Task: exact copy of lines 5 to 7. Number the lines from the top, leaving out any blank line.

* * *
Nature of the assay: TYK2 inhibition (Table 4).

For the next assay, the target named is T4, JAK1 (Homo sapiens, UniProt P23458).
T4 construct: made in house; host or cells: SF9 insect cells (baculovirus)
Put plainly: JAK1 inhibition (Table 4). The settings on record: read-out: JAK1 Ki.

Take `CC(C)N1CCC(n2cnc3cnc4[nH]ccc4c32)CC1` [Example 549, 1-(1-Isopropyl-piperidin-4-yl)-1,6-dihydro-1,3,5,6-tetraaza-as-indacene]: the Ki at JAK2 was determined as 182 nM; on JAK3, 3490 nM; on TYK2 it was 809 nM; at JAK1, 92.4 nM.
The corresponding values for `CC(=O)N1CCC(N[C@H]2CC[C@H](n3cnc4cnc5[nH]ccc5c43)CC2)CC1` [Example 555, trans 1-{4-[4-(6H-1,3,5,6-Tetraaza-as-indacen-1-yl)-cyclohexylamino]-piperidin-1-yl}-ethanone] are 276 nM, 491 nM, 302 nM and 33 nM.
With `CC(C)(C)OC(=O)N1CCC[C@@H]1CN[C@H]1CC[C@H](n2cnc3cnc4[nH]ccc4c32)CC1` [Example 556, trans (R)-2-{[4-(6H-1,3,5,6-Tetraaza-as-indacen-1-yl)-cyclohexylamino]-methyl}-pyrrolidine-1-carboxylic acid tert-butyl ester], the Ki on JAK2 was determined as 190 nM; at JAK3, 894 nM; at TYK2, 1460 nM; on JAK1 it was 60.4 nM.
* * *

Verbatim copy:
Take `CC(C)N1CCC(n2cnc3cnc4[nH]ccc4c32)CC1` [Example 549, 1-(1-Isopropyl-piperidin-4-yl)-1,6-dihydro-1,3,5,6-tetraaza-as-indacene]: the Ki at JAK2 was determined as 182 nM; on JAK3, 3490 nM; on TYK2 it was 809 nM; at JAK1, 92.4 nM.
The corresponding values for `CC(=O)N1CCC(N[C@H]2CC[C@H](n3cnc4cnc5[nH]ccc5c43)CC2)CC1` [Example 555, trans 1-{4-[4-(6H-1,3,5,6-Tetraaza-as-indacen-1-yl)-cyclohexylamino]-piperidin-1-yl}-ethanone] are 276 nM, 491 nM, 302 nM and 33 nM.
With `CC(C)(C)OC(=O)N1CCC[C@@H]1CN[C@H]1CC[C@H](n2cnc3cnc4[nH]ccc4c32)CC1` [Example 556, trans (R)-2-{[4-(6H-1,3,5,6-Tetraaza-as-indacen-1-yl)-cyclohexylamino]-methyl}-pyrrolidine-1-carboxylic acid tert-butyl ester], the Ki on JAK2 was determined as 190 nM; at JAK3, 894 nM; at TYK2, 1460 nM; on JAK1 it was 60.4 nM.